The profile parameters are internally stored in an ordered dictionary. For some applications (e.g., fitting), setting them directly from an array might be necessary. If the profile contains values that depend on the parameters, the profile class must overwrite this function and update according to the new parameters.
- Parameters
- pars: array_like
The new parameter array.
- mask: array_like
Optional; must be a numpy array (not a list) of booleans, with the same length as the parameter vector of the profile class (profile.N_par). If passed, only those parameters that correspond to
True
values are set (meaning the pars parameter must be shorter than profile.N_par).
- surfaceDensity(r, interpolate=True, accuracy=0.0001, max_r_interpolate=100000000.0, max_r_integrate=1e+20)
The projected surface density at radius r.
The surface density is computed by projecting the 3D density along the line of sight,
\[\Sigma(R) = 2 \int_R^{\infty} \frac{r \rho(r)}{\sqrt{r^2-R^2}} dr\]- Parameters
- r: array_like
Radius in physical kpc/h; can be a number or a numpy array.
- interpolate: bool
Use an interpolation table for density during the integration. This should make the evaluation somewhat faster, depending on how large the radius array is.
- accuracy: float
The minimum accuracy of the integration.
- max_r_interpolate: float
The maximum radius in physical kpc/h to which the density profile is integrated when using interpolating density.
- max_r_integrate: float
The maximum radius in physical kpc/h to which the density profile is integrated when using exact densities.
- Returns
- Sigma: array_like
The surface density at radius
r
, in physical \(M_{\odot} h/{\rm kpc}^2\); has the same dimensions asr
.
- surfaceDensityInner(r, interpolate=True, accuracy=0.0001, max_r_interpolate=100000000.0, max_r_integrate=1e+20)
The projected surface density at radius r due to the inner profile.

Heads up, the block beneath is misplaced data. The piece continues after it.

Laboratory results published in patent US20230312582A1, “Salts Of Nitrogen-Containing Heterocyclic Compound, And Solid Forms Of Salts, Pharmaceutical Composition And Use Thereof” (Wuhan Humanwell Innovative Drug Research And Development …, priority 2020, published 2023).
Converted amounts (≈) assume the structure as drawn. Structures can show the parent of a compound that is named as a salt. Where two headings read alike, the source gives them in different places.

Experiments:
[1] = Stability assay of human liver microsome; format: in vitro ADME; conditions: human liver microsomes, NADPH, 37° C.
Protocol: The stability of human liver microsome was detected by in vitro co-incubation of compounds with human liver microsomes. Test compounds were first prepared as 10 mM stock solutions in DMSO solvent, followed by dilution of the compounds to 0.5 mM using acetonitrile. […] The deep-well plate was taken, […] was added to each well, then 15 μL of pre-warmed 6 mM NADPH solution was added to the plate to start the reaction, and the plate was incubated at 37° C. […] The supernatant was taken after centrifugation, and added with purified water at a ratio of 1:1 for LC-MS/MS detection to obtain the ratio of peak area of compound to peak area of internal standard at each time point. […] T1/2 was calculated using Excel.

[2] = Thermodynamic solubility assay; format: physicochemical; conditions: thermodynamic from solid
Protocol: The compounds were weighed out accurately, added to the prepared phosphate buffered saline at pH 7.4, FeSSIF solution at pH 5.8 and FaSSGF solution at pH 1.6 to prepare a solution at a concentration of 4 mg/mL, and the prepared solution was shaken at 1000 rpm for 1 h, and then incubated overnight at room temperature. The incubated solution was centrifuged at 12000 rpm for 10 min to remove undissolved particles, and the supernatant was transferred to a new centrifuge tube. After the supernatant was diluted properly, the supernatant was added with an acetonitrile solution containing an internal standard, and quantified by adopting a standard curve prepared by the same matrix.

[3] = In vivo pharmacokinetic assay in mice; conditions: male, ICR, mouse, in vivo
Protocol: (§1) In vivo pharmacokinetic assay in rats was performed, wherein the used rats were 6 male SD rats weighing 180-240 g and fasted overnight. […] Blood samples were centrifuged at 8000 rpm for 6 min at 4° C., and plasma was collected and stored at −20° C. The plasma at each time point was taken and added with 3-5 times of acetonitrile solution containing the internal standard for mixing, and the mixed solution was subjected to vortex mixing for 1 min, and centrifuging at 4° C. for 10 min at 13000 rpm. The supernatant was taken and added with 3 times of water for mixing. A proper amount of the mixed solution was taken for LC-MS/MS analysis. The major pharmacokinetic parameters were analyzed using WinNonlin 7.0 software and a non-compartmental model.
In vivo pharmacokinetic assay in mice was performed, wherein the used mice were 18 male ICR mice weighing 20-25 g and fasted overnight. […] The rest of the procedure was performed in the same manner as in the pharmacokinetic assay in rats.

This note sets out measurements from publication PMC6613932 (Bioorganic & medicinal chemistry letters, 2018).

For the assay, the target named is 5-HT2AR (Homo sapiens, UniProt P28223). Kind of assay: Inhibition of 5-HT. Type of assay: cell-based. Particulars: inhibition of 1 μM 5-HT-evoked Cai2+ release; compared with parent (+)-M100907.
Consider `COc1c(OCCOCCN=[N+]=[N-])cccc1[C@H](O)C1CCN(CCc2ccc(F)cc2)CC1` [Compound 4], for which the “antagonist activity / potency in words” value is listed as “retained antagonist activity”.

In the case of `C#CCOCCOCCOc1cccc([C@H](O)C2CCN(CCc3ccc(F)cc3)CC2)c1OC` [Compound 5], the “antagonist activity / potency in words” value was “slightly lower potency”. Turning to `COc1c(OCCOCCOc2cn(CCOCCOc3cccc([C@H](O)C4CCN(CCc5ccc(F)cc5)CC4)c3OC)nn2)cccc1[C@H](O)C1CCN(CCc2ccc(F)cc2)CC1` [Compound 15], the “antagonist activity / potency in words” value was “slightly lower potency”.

- Parameters
- r: array_like
Radius in physical kpc/h; can be a number or a numpy array.
- interpolate: bool
Use an interpolation table for density during the integration. This should make the evaluation somewhat faster, depending on how large the radius array is.
- accuracy: float
The minimum accuracy of the integration.
- max_r_interpolate: float
The maximum radius in physical kpc/h to which the density profile is integrated when using interpolating density.
- max_r_integrate: float
The maximum radius in physical kpc/h to which the density profile is integrated when using exact densities.
- Returns
- Sigma: array_like
The surface density at radius
r
, in physical \(M_{\odot} h/{\rm kpc}^2\); has the same dimensions asr
.
- surfaceDensityOuter(r, interpolate=True, accuracy=0.0001, max_r_interpolate=100000000.0, max_r_integrate=1e+20)
The projected surface density at radius r due to the outer profile.
This function checks whether there are explicit expressions for the surface density of the outer profile terms available, and uses them if possible. Note that there are some outer terms whose surface density integrates to infinity, such as the mean density of the universe which is constant to infinitely large radii.
- Parameters
- r: array_like
Radius in physical kpc/h; can be a number or a numpy array.
- interpolate: bool
Use an interpolation table for density during the integration. This should make the evaluation somewhat faster, depending on how large the radius array is.
- accuracy: float
The minimum accuracy of the integration.
- max_r_interpolate: float
The maximum radius in physical kpc/h to which the density profile is integrated when using interpolating density.
- max_r_integrate: float
The maximum radius in physical kpc/h to which the density profile is integrated when using exact densities.
- Returns
- Sigma: array_like
The surface density at radius
r
, in physical \(M_{\odot} h/{\rm kpc}^2\); has the same dimensions asr